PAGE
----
Ecological - Second Order
Fire & Wildlife
The principal aim of this project was to project changes in fuels, fire dynamics, and associated responses of vegetation and breeding birds that might inform selection and prioritization of management actions in the Great Basin. Our original six objectives were to model percent cover of cheatgrass (Bromus tectorum) across the Great Basin and project changes in cheatgrass cover as a function of precipitation; increase the accuracy of models of percent cover of sagebrush and herbaceous vegetation; use field data to train and validate models of vegetation cover and to relate cheatgrass cover and biomass; model probability of fire across the Great Basin as a function of percent cover of cheatgrass and precipitation; project changes in habitat quality and occupancy for sensitive-status birds given changes in vegetation; and test whether ecological thresholds (values of an environmental pressure at which ecosystem state changes abruptly and nonlinearly) occur in projected future vegetation cover, habitat quality, and occupancy.
We established study sites in four biogeographically distinct regions of the Great Basin. We collected field data on cheatgrass cover and biomass and other aspects of vegetation composition and structure, captured ultra-high resolution aerial images, and collected point-count data on breeding birds and their habitat.
The current body of public data does not allow reliable estimation of percent cover of cheatgrass as a continuous variable. Across the Great Basin, categorical percent cover of cheatgrass increased as primary productivity early in the growing season, which was correlated positively with precipitation, increased. Both the presence and proportion of years of grazing increased the probability of presence and prevalence of cheatgrass. Our results do not support the use of livestock grazing to suppress cheatgrass, and especially not in unburned areas.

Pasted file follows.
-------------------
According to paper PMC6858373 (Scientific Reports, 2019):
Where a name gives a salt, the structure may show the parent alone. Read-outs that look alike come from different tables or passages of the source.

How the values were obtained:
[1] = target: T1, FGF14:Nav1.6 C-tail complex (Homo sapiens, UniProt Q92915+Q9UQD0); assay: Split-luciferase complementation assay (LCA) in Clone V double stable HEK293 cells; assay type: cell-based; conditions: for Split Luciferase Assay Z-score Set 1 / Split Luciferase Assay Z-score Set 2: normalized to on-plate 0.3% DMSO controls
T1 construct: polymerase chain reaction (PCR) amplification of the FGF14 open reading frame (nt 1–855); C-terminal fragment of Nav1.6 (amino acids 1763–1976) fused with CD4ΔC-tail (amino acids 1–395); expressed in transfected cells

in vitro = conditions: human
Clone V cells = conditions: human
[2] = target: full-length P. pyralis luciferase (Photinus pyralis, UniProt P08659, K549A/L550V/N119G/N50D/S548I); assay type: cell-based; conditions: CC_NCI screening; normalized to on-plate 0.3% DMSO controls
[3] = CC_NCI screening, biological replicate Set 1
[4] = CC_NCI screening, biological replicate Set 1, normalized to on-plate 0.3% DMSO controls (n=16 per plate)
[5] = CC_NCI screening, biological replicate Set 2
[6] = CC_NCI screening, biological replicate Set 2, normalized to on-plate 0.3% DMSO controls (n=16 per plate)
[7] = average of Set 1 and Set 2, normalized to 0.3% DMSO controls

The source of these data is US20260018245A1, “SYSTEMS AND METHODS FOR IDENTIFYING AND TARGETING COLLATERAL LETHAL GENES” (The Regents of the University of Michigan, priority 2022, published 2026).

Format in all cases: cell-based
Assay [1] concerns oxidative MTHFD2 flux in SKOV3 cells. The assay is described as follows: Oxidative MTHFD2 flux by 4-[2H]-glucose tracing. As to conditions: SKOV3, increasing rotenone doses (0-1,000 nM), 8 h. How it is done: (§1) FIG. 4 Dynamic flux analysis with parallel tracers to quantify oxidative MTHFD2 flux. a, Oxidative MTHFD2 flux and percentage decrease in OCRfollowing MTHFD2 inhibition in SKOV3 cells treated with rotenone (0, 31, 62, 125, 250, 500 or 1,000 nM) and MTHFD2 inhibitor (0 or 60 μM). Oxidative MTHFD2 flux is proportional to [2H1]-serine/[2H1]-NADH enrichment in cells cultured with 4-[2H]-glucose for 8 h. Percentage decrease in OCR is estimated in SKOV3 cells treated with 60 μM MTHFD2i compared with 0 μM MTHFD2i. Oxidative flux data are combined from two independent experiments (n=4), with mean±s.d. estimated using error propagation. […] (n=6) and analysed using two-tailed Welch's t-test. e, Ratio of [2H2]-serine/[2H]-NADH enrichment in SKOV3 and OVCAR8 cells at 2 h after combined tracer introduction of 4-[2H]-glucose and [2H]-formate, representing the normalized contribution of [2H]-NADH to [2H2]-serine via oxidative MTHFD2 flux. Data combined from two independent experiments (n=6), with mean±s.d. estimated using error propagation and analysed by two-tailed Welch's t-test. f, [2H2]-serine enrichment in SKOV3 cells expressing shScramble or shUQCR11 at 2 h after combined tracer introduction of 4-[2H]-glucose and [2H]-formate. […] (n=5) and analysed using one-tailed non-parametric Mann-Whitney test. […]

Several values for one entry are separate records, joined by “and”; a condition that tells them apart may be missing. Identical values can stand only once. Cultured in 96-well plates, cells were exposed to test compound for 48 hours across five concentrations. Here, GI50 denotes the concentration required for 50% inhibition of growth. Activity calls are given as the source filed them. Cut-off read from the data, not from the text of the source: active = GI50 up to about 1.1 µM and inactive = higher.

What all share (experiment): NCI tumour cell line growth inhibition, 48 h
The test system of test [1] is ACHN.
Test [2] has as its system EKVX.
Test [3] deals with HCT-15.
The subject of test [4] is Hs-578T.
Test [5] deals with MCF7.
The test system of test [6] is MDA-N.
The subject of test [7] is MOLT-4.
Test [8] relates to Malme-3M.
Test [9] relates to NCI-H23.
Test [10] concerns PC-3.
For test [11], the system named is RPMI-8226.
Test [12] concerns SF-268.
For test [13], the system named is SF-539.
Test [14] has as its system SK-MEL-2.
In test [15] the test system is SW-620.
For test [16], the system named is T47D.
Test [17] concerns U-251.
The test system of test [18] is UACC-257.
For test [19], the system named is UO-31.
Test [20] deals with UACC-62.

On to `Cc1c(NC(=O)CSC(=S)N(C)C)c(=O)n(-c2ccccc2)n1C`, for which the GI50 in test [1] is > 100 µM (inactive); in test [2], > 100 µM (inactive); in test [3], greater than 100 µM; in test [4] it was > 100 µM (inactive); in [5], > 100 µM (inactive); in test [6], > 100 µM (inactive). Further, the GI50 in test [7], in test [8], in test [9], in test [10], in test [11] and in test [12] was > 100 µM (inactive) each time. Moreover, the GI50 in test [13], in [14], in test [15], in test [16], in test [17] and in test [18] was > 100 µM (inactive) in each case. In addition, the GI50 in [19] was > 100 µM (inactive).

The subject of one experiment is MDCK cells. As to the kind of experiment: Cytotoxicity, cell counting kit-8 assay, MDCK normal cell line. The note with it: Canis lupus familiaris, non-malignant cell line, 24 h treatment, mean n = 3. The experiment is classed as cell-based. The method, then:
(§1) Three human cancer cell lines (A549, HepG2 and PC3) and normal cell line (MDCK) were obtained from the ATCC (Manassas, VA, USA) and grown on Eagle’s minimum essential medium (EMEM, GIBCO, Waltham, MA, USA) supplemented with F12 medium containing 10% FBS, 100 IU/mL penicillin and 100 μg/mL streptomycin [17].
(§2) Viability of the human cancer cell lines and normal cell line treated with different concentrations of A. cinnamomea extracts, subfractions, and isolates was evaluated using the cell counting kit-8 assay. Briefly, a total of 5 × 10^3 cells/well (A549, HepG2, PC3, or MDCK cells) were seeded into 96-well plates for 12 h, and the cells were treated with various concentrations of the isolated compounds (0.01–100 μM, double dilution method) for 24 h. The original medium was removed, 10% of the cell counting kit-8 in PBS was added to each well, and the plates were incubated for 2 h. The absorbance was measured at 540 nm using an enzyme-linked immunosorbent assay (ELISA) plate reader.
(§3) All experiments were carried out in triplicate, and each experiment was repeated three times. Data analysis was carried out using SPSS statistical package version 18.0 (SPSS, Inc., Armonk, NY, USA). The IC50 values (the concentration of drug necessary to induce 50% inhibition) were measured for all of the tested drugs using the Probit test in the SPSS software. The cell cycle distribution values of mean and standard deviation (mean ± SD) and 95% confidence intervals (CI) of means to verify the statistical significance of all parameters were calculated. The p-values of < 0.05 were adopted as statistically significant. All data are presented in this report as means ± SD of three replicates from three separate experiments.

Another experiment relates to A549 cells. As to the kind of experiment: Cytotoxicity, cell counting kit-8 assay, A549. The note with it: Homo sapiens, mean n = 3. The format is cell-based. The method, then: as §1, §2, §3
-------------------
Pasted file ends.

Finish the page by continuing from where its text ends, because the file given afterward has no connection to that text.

Remote estimation of cheatgrass cover on the basis of visible spectral bands remains quite difficult unless the phenological stage of cheatgrass contrasts sharply with that of surrounding vegetation and cheatgrass cover exceeds about 20%. Ilastic, software with a random forest algorithm that uses spectral and texture features, proved to be a generally accurate classifier of land cover within sagebrush shrubsteppe on the basis of ultra-high resolution images.
Relations between percent cover and biomass (which is strongly related to fire likelihood) of cheatgrass were moderate to strong. We are clarifying whether the strength of the relation varies among regions or wet and dry years, or on the basis of sampling methods. From 1992–2012, about 52% of fires in the Intermountain West were human-ignited (75% in areas with cheatgrass), and that human ignitions more than doubled the length of fire season. The frequency of fires increased substantially in areas in which observed cheatgrass cover was > 1%.
Environmental associations with the abundances of individual species of breeding birds often were similar among regions, but apparent random or directional movement of individual birds during the breeding season complicates model fit. It appears that some species of birds are moving directionally along elevational gradients both within seasons and among years. The abundances of many riparian-obligate and facultative riparian species appeared to decline sharply beyond a given threshold of within-canyon riparian area.